Challenging DSS Discrimination Toolkit
If you have experienced a ‘no DSS’ policy, you have probably been discriminated against. Use this Toolkit to work out what you can do.
What is a no DSS policy?
A ‘no DSS’ policy is when an agent or landlord refuses to rent to anyone who gets benefits.
This could include
- refusing to let you view a property, even though you can afford it
- not considering you for a tenancy because you’re on benefits, such as universal credit or housing benefit
- advertising properties as ‘no DSS’, ‘no benefits’ or ‘working professionals only.
The courts have ruled that ‘no DSS’ policies are unlawful because they indirectly discriminate against women and disabled people.
Some agents or landlords might try and give an excuse for refusing to rent to you. For example:
- you need a guarantor because you’re on benefits
- you’ll automatically fail affordability, referencing or credit checks
- the landlord, mortgage lender or insurance company won’t allow it.
It’s likely to be DSS discrimination if a property is affordable, but the agent makes assumptions about your ability to pay or your suitability as a tenant.
Proving to the agent or landlord that you can afford the rent
Landlords and agents should not assume that you can’t afford the rent just because you get benefits. Be prepared to be able to show that you can afford the rent and other up-front costs such as the deposit.
You can do this by:
- answering questions about your income honestly
- checking your local housing allowance (LHA) rate so you can get an idea of how much help you will get with your rent. Check your LHA rate here
- providing information about other income
- explaining how you can make up any shortfall between the rent and your LHA. For example, from wages, other benefits or child maintenance
- providing proof that you have a good history of paying rent – for example, bank statements or references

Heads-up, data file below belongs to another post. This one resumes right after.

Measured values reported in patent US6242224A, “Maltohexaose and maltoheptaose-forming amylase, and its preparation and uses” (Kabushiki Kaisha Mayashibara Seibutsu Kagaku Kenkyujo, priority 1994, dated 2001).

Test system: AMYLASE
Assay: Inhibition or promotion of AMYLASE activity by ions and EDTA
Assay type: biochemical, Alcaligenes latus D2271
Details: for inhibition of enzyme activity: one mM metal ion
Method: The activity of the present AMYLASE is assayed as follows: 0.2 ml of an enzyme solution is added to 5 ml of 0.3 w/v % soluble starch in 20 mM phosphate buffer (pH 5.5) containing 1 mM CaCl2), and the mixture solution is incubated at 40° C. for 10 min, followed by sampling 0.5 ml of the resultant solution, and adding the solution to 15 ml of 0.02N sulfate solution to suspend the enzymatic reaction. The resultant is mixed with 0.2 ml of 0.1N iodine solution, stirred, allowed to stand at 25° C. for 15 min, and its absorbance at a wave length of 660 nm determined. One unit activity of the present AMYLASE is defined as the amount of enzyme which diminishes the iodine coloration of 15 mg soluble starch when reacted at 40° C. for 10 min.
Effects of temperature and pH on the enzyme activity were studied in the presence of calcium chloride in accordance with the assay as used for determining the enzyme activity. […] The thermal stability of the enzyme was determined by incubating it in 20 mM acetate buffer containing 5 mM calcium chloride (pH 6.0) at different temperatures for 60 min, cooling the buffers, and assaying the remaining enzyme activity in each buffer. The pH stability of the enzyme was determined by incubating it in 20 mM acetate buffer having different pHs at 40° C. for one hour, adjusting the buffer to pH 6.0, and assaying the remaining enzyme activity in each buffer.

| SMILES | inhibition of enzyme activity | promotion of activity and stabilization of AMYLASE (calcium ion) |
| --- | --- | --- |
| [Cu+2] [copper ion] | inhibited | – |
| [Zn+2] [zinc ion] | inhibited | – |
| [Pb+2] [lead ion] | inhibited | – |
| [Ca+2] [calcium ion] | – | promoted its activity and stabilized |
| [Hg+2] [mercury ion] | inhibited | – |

- offering to pay rent in advance if you can.
Affordability and credit checks
Some landlords or agents ask you to pass an affordability or credit check. They can’t charge for these checks and it will be DSS discrimination if you’re told that you will automatically fail a check because you get benefits.
If you can afford the rent but have a poor credit rating, ask if the credit check could be waived. You could ask if a friend or family member can act as a guarantor instead.
Keep a record of your property search
Keep a record of agents’ responses when you ask to view or rent a property.
Save emails or messages. If you speak to an agent in person or on the phone, note down their name and what was said as soon as you can. This can help later if you need evidence of what you were told.
Complaining to the letting agent
You can complain to an agent if you’ve faced DSS discrimination in your search for a home, regardless of your sex or disability. A complaint won’t always work but it gives the agent a chance to put things right.
Use the sample text below to help you put together an email or text to the agent.
Click anywhere in the white box to make changes. Delete or change parts marked with an ***.
Once you’re done, click copy text to clipboard. Check and save your message before you send it.
Allow the agent time to investigate and respond to your complaint.
Shelter Cymru are working with partners to end discrimination in housing.
If you think you have been discriminated against by an agent or landlord because you are on benefits, or you have seen an advert by an agent or landlord that discriminates in this way, you can report the matter by filling out a short form on our website.
The report can be anonymous and any discrimination identified will be passed to Rent Smart Wales (RSW) for investigation. All RSW licensed landlords and agents have conditions that they must keep to and if they don’t they could have their licence revoked.
Take a look at our End Discrimination Campaign for more details about how to fight and report discrimination.